The United States agreed to a deal with Russia on Syria’s chemical weapons, as it has learnt from past mistakes and wants to try and limit its role in the conflict in Syria, an expert on West Asian affairs from the US said here on Friday.
“The US has learnt from its past mistakes and will try to limit its role in the conflict in Syria, which is why it agreed to the U.S-Russian deal, to destroy the chemical weapons, through diplomatic efforts,” said Steven Cook, Hasib J. Sabbagh senior fellow for Middle Eastern studies at the Council on Foreign Relations (CFR), during a lecture on U.S relations and the Middle East at the University of Madras.
“A majority of Americans are against the idea of war, following the failure of US-led invasion of Iraq in 2003. I don’t think the US government would intervene in the internal affairs of Syria,” he added.
In his address, Dr. Cook cited three reasons for US presence in the Persian Gulf: first, to ensure free flow of oil and gas; secondly, to ensure the security of Israel in the region; and to prevent other nations from posing a threat to US interests in the Middle East.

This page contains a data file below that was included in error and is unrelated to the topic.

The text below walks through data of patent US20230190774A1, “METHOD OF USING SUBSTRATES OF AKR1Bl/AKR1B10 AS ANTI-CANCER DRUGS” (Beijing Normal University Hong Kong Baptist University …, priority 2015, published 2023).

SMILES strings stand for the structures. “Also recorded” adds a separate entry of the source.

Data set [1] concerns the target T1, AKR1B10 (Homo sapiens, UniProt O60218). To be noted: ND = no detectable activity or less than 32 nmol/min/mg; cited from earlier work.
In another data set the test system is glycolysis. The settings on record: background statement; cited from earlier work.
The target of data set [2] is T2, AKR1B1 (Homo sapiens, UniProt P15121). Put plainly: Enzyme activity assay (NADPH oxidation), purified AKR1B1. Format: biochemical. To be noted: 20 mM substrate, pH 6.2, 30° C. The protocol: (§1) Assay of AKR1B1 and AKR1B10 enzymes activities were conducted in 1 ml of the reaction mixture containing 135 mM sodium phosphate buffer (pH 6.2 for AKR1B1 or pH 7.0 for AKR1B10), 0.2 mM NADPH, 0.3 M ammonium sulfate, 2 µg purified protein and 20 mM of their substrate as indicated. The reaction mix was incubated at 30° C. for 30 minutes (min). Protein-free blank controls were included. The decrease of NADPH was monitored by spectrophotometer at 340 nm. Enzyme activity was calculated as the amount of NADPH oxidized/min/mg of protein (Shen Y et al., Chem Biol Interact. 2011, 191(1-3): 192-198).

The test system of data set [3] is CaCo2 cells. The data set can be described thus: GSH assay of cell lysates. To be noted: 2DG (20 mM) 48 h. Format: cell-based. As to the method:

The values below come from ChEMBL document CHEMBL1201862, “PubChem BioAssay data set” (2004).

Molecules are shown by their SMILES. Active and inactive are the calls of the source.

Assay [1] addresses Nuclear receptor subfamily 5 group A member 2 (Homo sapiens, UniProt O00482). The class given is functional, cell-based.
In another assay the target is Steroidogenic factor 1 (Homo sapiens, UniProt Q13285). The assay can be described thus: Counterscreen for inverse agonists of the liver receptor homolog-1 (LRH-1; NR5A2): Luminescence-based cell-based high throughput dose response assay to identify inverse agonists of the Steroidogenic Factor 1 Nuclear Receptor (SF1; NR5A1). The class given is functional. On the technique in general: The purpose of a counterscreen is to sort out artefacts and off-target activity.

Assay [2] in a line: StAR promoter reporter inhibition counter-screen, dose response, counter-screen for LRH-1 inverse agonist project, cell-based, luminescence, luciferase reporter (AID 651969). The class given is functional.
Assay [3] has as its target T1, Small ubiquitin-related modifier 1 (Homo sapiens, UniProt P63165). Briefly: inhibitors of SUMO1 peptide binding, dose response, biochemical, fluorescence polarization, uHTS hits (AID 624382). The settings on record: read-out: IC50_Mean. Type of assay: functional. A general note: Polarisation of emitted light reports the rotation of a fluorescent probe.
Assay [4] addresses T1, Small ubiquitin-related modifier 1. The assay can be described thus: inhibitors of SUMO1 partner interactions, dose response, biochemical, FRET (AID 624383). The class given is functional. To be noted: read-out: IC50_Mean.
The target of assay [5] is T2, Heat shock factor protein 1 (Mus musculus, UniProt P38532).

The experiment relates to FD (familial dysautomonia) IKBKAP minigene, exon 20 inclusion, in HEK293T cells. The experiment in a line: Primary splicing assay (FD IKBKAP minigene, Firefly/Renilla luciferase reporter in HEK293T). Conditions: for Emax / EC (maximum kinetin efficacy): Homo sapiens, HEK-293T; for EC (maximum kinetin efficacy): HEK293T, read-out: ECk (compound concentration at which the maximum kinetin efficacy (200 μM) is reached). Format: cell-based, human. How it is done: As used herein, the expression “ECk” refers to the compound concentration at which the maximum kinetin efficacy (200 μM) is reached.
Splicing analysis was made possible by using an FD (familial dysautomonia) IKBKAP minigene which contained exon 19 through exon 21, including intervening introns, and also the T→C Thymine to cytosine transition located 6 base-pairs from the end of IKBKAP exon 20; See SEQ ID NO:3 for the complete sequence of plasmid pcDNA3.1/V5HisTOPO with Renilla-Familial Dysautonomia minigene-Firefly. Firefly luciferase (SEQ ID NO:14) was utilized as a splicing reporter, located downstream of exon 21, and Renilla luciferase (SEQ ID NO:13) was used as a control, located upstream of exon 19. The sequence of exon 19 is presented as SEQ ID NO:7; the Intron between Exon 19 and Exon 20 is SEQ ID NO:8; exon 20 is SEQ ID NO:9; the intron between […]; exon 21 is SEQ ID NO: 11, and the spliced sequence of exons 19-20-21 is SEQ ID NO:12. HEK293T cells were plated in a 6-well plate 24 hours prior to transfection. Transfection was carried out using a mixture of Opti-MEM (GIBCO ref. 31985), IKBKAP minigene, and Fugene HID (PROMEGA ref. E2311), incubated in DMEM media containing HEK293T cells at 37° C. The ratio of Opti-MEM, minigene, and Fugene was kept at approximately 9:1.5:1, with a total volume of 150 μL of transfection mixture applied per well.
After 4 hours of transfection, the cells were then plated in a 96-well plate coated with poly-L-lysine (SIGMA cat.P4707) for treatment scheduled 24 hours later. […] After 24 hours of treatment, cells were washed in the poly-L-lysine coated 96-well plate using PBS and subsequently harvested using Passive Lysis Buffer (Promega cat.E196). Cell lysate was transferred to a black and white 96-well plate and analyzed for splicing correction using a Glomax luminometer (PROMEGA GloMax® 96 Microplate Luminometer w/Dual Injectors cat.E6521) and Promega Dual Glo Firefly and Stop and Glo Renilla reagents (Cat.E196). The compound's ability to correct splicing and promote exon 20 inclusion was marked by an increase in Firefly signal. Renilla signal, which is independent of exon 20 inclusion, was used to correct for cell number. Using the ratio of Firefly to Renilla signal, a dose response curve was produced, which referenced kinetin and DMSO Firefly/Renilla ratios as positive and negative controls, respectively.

He said India would face a similar situation in the future as it was dependent on the Persian Gulf for 63 per cent of its resources such as oil and gas. “The Indian Navy is likely to patrol the Persian Gulf in a bid to ensure free flow of oil from the region, like the U.S,” said Dr. Cook, on a lighter note.
He further mentioned that in a span of five years, the US will be less interested in the Persian Gulf as it will turn self-sufficient in terms of natural resources.
Responding to queries from students about the crisis in Egypt and the rest of West Asia, Mr. Cook said the Arab springs were a result of authoritarian rule, especially in the case of Egypt and Tunisia. The crisis was not imposed by America.
“The authoritarian states create instability in the region and alienate the society, leading to chaos,” Dr. Cook said.